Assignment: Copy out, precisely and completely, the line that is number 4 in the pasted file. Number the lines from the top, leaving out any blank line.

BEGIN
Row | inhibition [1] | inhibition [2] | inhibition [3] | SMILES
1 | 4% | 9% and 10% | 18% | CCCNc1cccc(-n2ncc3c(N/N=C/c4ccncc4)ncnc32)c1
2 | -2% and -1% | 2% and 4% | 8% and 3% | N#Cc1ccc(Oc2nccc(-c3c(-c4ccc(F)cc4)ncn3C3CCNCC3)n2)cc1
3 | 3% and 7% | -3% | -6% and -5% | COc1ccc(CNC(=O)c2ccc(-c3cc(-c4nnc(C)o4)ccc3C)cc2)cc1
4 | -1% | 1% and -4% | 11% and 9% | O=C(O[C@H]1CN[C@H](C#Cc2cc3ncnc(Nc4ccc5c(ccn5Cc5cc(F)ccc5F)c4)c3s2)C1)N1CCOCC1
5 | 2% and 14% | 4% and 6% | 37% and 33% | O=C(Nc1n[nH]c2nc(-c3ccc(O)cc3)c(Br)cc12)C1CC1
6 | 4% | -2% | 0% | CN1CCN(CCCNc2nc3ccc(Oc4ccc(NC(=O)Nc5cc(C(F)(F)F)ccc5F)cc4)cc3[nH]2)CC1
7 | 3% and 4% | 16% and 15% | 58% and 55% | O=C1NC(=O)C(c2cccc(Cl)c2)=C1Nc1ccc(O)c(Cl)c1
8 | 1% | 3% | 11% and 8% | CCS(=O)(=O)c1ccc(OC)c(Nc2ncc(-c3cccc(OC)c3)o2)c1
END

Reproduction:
3 | 3% and 7% | -3% | -6% and -5% | COc1ccc(CNC(=O)c2ccc(-c3cc(-c4nnc(C)o4)ccc3C)cc2)cc1